Author: Kulpreet Yadav
Publication: LiFi Publications Pvt. Ltd.
Kulpreet’s writings always give that realistic appeal to things without becoming cynical. In fact, having read his work before, I could detect the same cozy feel that the author brings to his characters. Here, despite the fact that this book of stories has innumerable characters, the readers are able to slip into the skin of most of them. Due credit must be given to the language, narration and observation skills of the author.
“The outside is as alive as it could be on this typical summer day in June. I watch lives that pass by in the narrow lane: a buffalo, a rickshaw, a woman in a burqa who walks like a man and I have no way of knowing if there indeed is a man in it, two giggling teenage girls followed by a teenage boy on a 100cc motorcycle, a pig with about a dozen piglets in tow. I know I can’t risk being less interested in the shopping we are here for, so I quickly return my attention back to the sarees.”
Tales like ‘Not The Only Peanut Seller Who Hasn’t Heard Of Osama Bin Laden’ and ‘A Familiar Stranger’ are narrated simply and you know that yes, you have seen people like these in your life too. ‘The Beautiful People’ and ‘Bringing Sunset Home’ are some other stories that are moving and touch the heart within. In between, nature and the environment are described aptly and beautifully.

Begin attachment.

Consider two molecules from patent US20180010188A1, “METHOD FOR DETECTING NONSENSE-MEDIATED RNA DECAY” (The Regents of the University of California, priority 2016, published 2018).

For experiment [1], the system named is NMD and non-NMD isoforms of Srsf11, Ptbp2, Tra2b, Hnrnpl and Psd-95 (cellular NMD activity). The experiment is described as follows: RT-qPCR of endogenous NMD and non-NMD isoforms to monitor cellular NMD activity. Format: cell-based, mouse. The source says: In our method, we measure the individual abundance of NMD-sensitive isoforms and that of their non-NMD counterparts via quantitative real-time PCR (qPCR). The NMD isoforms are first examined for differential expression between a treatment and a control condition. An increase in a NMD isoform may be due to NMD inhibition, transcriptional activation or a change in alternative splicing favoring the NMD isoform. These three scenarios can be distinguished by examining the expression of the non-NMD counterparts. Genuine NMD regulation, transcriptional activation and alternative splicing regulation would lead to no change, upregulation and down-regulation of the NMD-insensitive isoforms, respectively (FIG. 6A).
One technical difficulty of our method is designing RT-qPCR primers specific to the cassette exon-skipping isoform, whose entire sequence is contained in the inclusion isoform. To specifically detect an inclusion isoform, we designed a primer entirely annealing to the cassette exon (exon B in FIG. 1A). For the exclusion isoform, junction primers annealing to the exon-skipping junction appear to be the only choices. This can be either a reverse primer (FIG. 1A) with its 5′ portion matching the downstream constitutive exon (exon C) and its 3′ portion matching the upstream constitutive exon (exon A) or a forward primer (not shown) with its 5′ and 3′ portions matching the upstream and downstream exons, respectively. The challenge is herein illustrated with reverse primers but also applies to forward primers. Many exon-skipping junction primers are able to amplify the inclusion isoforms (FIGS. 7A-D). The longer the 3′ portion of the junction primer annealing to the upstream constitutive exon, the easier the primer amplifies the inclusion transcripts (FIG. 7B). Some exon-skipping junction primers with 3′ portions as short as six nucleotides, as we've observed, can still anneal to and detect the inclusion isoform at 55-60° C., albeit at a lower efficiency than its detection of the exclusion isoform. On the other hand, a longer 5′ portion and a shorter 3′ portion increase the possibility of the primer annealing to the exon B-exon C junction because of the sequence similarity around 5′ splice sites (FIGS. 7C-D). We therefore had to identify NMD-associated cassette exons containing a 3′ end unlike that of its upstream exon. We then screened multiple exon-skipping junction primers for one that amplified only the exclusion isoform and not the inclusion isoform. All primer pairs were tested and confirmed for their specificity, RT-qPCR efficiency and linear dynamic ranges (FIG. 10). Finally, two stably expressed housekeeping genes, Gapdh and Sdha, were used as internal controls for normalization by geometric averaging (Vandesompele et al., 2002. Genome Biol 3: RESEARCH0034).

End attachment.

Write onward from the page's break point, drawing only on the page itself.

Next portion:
“The sun looks tired, hanging dopily over the tiny village precariously perched on a mountain slope.”
How often we have seen the sun like that but it takes a Kulpreet to describe it so!
“Water invaded everyone’s lives. Schools were shut down, giving children a chance to splash collected rain water by jumping in the puddles. Traffic crawled on the roads like depressed insects queuing in their long pursuit to their destinations where perhaps food waited, a stinking odour swam around everywhere from the rotting garbage islands like pheromones seeking more garbage. Frogs, centipedes and millipedes and sometimes even snakes began appearing in houses like unwanted guests. And my favourite leather belt and shoe began to grow fungus on it.”
This description of the monsoon season is just so apt. All of what Kulpreet has mentioned we all must have experienced some time or the other in our lives. That’s what makes the connection with the stories in India Unlimited all the more intimate.
Abstract images, natural human fears, poverty, sloth, deceit, desire – all figure in the stories that seem to have been taken from the lives of people all over the country. India Unlimited is a beautiful read. It is representative of the lives of the ‘aam aadmi.’
Don’t miss the book!
Kulpreet Yadav is the founder-editor of Open Road Review, a journal of short fiction, creative nonfiction, poetry and artwork. He also edits Under the Banyan Tree (UTBT), an online forum of short, true stories. He writes novels and short stories too. Kulpreet is also the founding member of Asia Pacific Writers and Translators Association . He is also the author of the novel, A Waiting Wave.